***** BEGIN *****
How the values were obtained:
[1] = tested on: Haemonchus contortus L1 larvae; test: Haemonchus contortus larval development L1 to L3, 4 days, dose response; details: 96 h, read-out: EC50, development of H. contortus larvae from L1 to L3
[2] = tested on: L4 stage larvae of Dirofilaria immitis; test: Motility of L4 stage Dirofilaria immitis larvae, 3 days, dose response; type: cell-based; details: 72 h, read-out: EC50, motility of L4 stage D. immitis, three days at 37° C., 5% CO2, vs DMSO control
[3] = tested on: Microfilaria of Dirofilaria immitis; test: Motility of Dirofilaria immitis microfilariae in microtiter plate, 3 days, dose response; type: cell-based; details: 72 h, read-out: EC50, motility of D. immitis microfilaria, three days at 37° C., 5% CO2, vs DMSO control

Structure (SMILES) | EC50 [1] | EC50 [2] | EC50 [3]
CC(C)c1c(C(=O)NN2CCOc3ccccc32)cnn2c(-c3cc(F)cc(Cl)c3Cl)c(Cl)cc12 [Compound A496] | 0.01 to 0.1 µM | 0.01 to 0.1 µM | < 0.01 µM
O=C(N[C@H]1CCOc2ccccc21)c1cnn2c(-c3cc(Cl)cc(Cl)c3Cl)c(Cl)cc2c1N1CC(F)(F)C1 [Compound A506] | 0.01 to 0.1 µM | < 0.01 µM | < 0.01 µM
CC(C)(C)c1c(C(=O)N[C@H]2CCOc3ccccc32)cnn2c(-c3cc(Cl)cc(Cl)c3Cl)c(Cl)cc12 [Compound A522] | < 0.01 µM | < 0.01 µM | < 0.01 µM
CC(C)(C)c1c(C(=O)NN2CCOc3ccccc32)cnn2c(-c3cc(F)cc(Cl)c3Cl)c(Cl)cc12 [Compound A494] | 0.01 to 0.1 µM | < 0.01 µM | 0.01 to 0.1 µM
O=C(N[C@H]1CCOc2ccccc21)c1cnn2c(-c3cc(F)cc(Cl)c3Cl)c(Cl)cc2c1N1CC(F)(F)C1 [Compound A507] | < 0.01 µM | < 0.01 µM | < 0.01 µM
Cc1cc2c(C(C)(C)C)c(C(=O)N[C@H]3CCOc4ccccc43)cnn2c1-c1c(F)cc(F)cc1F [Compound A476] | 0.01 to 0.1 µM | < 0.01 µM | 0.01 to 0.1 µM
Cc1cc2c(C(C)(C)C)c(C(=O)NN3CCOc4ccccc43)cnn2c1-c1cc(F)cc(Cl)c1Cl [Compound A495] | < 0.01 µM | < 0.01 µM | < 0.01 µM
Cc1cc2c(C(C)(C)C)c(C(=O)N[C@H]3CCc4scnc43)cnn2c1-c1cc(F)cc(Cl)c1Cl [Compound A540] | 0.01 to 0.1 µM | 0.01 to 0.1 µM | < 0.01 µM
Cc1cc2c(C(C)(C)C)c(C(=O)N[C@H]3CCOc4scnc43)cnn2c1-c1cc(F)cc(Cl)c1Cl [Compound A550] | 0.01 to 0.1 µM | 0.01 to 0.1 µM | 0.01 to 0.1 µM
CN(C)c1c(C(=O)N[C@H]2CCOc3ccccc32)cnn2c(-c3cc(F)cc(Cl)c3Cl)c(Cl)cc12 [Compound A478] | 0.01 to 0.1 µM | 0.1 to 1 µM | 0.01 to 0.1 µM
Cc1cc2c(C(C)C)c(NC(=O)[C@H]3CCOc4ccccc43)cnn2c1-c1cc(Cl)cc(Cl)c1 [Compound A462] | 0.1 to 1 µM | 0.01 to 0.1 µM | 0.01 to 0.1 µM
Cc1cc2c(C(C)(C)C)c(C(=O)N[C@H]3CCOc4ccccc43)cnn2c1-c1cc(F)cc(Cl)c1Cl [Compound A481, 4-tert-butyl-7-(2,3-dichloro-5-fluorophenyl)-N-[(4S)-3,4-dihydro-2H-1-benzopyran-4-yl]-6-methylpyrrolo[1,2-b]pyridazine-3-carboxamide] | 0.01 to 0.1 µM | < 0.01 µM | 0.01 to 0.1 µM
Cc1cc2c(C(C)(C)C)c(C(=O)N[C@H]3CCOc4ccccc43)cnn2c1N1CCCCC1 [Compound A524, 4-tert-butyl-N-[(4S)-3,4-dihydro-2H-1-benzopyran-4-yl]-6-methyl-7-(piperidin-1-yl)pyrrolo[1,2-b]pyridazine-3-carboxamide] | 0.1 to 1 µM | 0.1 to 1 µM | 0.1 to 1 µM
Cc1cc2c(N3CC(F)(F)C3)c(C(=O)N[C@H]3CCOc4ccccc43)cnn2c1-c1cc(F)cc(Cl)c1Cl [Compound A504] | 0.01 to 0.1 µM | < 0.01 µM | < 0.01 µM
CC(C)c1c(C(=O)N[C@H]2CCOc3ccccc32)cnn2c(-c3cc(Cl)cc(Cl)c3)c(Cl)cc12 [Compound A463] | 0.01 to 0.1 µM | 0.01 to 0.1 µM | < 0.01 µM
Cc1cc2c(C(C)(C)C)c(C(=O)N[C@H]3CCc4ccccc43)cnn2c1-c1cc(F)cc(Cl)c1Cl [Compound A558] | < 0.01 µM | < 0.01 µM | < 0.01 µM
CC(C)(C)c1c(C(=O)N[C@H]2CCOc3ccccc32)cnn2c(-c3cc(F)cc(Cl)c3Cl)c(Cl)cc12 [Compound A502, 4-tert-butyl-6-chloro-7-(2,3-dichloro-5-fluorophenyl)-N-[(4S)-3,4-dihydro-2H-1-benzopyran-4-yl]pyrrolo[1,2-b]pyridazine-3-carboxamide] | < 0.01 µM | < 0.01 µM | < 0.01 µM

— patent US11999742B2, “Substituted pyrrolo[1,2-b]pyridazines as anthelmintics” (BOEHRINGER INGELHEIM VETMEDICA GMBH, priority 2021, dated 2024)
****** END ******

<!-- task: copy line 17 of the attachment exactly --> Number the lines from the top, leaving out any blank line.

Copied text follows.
Cc1cc2c(C(C)(C)C)c(C(=O)N[C@H]3CCOc4ccccc43)cnn2c1-c1cc(F)cc(Cl)c1Cl [Compound A481, 4-tert-butyl-7-(2,3-dichloro-5-fluorophenyl)-N-[(4S)-3,4-dihydro-2H-1-benzopyran-4-yl]-6-methylpyrrolo[1,2-b]pyridazine-3-carboxamide] | 0.01 to 0.1 µM | < 0.01 µM | 0.01 to 0.1 µM